To hear people talk about Santa Monica in the “good old days” — of course, when those days specifically were always depends on who you are asking — you might get the sense that it was truly a bucolic paradise.
It was, as the story often goes, a sleepy beach town where one could escape from the realities and the hustle-and-bustle of big city life just over the border in Los Angeles.
Of course, as is often the case, nostalgia belies historical reality. In truth, there rarely was a time in Santa Monica’s history when the bayside city wasn’t the — or at least a — center of the action.
It was a popular beach destination almost from the day it was founded, especially once the famous Pacific Electric Red Car began shuttling people to its shores from Downtown Los Angeles in the late 19th century.
During Prohibition, it was also one of the few places you could still get a drink — among other diversions — out in the open.
It was also once a major industrial center.
In 1922, Donald Douglas moved his growing airplane manufacturing business from Downtown Los Angeles to 24th and Wilshire in Santa Monica, which was, at the time, the site of an abandoned movie studio, according to the Historical Society of Southern California. (Before Hollywood became the center of the movie industry, a number of small movie studies started in Santa Monica. They soon moved inland because the daily morning marine layer restricted filming hours, but that’s another story for another time.)
It wasn’t long before Donald Douglas put Santa Monica’s name on the map.
“Under a contract with the Army Air Corps, Douglas’ company designed and built the first planes to circumnavigate the globe in 1924. Five World Cruisers were built; two of them flew the distance, logging almost 29,000 miles over a span of six months and six days. More than 200,000 people greeted the triumphant crews when they returned to Santa Monica’s Clover Field [today, known as Santa Monica Airport] on September 3,” according to the Historical Society.
From his base of operations in Santa Monica, Douglas’ empire exploded during the war years. His employee roster went from about 8,000 to 160,000 in six plants.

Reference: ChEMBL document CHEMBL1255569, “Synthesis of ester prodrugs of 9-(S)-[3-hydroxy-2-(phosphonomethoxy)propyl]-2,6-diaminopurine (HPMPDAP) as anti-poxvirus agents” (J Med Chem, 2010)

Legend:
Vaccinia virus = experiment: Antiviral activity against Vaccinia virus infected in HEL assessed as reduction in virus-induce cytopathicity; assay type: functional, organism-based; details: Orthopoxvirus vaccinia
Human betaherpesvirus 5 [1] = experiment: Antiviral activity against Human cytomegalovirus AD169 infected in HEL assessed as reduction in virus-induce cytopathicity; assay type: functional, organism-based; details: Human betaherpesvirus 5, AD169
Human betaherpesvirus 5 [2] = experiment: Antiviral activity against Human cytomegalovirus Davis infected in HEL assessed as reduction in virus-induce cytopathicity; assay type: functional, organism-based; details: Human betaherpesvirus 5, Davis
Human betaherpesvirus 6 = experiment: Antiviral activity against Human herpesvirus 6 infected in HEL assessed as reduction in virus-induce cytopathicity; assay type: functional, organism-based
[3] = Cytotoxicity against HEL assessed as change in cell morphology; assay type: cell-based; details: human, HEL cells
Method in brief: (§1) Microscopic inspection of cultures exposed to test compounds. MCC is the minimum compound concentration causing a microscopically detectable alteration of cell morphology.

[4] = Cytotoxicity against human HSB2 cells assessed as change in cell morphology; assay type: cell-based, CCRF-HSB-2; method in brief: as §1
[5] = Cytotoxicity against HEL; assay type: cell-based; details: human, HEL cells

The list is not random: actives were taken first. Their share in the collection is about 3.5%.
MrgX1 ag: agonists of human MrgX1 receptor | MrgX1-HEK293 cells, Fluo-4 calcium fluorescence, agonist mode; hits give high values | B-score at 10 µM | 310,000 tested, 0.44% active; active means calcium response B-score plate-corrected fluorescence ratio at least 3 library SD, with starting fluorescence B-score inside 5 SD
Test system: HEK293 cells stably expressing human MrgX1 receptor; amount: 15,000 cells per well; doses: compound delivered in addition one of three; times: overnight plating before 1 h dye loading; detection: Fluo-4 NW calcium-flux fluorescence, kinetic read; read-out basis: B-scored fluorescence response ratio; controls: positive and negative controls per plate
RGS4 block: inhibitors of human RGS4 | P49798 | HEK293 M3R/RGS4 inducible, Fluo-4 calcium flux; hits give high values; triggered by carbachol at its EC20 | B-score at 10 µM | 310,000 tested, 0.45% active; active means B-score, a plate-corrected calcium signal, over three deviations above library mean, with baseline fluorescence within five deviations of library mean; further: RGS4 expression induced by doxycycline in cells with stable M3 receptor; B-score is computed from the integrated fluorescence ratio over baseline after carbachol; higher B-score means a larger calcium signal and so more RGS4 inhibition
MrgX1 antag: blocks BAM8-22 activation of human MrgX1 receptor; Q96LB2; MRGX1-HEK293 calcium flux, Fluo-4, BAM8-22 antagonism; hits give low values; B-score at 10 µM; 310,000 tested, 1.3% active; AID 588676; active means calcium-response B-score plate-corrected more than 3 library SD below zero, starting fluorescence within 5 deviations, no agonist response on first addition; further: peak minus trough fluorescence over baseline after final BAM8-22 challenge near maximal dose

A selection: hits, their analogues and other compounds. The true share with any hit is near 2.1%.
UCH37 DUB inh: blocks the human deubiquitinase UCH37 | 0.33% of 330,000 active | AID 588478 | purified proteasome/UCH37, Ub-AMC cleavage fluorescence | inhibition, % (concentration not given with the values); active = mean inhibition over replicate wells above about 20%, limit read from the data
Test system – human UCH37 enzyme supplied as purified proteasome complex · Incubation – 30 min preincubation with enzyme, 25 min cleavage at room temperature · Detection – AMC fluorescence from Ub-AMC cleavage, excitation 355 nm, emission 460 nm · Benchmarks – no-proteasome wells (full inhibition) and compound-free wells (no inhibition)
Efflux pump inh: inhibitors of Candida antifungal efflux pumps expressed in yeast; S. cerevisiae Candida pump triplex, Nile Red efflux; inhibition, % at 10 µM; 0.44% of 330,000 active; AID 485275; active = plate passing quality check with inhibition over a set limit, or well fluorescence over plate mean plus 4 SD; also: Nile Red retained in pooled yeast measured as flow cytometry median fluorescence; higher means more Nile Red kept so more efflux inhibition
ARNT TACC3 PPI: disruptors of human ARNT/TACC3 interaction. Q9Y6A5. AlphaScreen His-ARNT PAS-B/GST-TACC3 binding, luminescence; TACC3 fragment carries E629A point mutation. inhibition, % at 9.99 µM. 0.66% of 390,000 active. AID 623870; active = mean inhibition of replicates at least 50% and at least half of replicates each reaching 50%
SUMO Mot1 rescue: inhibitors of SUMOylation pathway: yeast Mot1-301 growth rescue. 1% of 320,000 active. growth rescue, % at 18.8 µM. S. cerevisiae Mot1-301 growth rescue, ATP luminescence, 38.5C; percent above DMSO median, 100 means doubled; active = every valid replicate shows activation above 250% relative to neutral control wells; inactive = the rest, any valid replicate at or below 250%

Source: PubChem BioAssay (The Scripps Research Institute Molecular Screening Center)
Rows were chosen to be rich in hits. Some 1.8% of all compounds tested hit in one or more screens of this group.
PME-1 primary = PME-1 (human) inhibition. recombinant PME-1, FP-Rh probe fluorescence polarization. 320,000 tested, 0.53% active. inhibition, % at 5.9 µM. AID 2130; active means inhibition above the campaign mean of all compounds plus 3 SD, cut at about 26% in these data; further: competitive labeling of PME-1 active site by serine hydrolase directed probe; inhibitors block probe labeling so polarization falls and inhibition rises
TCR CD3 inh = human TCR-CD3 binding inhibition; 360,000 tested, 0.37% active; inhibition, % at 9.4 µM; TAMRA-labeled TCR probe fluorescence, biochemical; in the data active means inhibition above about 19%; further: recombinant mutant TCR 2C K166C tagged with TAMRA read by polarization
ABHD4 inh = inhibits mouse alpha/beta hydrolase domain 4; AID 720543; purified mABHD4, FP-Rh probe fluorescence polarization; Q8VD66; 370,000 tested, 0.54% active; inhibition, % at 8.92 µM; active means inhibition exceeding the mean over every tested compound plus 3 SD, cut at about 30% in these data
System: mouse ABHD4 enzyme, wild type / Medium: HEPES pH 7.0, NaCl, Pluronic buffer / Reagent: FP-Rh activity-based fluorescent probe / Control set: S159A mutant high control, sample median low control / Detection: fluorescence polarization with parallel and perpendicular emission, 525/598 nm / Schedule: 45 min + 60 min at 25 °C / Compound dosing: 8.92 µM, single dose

As the ad above shows, Donald Douglas thrived into the post-war era. It was in the 1950s that Donald Douglas got into the missile game.
“Also during this period, the company formed a Missiles and Space Group and became a principal subcontractor in the design and development of missiles and launching equipment,” according to the Historical Society. While some of their rockets were used for space exploration, like the Saturn I rocket, others had much more martial applications.
“Douglas engineers also produced the Zeus and Honest John missiles,” according to the Historical Society. The Honest John missile was the first surface-to-surface missile capable of delivering a nuclear bomb.
It wasn’t until the 1970s that it became clear Donald Douglas would be leaving Santa Monica “to consolidate its operation at the Long Beach Airport site,” according to the city’s official history. (Think Yahoo!, Google, and now EHarmony.)
Today, Santa Monica is still a major jobs center. Unlike the “good old days,” however, its economy is much less dependent on a single industry. And, considering the economic slump the city went through following Douglas’ move, that’s probably a good thing.
While tourism, retail, and healthcare are big employers in Santa Monica, the bayside city remains a center of technological innovation. The bayside city’s tech sector employees about 25 percent of its workforce. Of course, its no longer about designing state-of-the-art planes and missiles for the U.S. Airforce. Instead, its about designing new software and apps.
However, the question is, for how much longer?